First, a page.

Recent notable court cases involving companies such as Ameriprise Financial and Lockheed Martin have addressed an often overlooked retirement plan option, which thanks to a growing focus on fee reduction, is picking up traction with plan sponsors. Settlement agreements in both the Ameriprise and Lockeed Martin cases both stipulated plan sponsors consider using collective investment trusts in their plans going forward. CITs are often less expensive to create and maintain and may be more flexible than their mutual fund counterparts given that they are subject to a different regulatory framework. While this may be a benefit to their fee structure, it can also be challenging because CITs are not broadly understood and often suffer misconceptions when compared to mutual funds. Below are the most common misinterpretations and frequently asked questions by fiduciaries.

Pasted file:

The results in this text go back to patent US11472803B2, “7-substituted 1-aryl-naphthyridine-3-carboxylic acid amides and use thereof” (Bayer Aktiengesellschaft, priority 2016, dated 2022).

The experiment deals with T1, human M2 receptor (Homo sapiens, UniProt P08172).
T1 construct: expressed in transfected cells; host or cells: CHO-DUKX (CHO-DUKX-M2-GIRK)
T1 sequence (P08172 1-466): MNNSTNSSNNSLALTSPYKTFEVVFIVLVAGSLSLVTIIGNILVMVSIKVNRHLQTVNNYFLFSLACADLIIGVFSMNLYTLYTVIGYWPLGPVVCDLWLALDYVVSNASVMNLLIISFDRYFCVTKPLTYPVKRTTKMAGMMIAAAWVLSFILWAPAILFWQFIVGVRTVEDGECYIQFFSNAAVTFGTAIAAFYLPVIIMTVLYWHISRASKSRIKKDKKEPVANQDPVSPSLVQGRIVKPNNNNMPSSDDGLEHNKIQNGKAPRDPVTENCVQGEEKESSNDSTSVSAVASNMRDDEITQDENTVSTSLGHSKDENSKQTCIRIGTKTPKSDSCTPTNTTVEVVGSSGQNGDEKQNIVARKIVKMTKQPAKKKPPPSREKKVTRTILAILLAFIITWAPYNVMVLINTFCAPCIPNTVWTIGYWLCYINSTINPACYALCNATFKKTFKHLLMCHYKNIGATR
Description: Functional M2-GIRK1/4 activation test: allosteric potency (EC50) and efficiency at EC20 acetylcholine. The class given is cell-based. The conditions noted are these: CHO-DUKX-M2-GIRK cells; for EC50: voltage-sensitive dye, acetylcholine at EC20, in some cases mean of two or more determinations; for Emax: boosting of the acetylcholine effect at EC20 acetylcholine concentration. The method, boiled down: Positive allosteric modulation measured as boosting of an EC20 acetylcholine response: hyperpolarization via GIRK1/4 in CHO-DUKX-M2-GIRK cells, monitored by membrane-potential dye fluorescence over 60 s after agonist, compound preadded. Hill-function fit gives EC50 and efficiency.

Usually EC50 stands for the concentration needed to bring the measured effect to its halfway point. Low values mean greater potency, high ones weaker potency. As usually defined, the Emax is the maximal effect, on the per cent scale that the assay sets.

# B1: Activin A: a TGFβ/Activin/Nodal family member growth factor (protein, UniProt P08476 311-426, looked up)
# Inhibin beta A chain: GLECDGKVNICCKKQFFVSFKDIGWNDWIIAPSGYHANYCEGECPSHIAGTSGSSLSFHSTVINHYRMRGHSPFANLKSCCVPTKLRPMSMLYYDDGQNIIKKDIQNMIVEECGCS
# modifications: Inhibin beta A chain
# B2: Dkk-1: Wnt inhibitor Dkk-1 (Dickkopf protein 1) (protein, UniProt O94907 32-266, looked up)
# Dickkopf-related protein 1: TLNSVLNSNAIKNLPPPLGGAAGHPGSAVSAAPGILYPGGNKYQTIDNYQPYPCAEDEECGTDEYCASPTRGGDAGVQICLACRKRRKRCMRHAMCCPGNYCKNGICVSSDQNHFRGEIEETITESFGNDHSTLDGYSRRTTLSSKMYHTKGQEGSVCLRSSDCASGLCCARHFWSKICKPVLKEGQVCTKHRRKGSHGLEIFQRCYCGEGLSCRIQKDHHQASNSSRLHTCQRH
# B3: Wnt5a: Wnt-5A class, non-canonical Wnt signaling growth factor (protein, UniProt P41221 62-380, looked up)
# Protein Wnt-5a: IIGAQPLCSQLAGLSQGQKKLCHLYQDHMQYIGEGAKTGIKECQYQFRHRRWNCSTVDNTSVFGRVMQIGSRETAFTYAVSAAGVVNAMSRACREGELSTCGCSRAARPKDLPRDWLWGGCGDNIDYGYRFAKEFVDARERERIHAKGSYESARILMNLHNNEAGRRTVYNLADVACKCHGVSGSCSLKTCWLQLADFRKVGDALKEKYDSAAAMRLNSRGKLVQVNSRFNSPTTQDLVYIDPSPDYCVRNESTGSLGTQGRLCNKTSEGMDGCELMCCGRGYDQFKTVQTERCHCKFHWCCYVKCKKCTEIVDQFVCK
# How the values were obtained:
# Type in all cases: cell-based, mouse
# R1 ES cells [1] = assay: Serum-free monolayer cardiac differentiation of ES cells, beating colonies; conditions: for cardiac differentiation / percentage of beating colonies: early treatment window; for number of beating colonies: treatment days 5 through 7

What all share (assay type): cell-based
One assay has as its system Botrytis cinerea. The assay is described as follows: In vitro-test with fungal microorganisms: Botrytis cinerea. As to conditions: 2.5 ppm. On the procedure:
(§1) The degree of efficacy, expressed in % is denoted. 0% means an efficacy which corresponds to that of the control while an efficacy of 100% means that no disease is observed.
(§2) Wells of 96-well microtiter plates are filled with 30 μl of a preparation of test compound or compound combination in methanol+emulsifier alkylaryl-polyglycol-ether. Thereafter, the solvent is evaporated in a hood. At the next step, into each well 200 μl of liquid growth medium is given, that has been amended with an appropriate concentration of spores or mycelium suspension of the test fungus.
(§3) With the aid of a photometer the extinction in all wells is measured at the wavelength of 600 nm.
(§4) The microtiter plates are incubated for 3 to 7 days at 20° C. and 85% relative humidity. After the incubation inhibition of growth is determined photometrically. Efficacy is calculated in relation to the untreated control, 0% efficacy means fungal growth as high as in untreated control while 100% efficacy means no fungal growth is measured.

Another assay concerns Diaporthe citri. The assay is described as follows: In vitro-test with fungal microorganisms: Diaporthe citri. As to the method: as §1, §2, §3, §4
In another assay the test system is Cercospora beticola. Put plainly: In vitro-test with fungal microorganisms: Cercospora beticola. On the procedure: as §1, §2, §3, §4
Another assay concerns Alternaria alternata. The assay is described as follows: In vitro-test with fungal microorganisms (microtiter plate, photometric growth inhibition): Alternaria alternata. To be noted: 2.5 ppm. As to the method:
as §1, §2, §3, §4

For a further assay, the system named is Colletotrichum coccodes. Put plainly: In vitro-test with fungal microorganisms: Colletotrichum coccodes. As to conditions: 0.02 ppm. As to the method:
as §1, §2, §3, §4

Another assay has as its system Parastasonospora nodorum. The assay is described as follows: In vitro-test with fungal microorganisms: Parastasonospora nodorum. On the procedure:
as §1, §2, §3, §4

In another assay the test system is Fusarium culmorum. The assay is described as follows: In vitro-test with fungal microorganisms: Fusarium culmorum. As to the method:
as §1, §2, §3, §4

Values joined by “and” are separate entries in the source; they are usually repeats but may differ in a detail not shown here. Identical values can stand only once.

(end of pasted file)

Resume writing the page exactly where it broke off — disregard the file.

What are CITs? They are pools of securities, which are sponsored by a bank or trust company, and are designed exclusively for qualified employee benefit plans like 401(k)s and pension plans. They look and feel like mutual funds, but haven’t historically been as broadly available — especially for small and mid-sized 401(k) plans. As the retirement plan industry evolves, so does the structure of a plan’s investment menu, including CITs.
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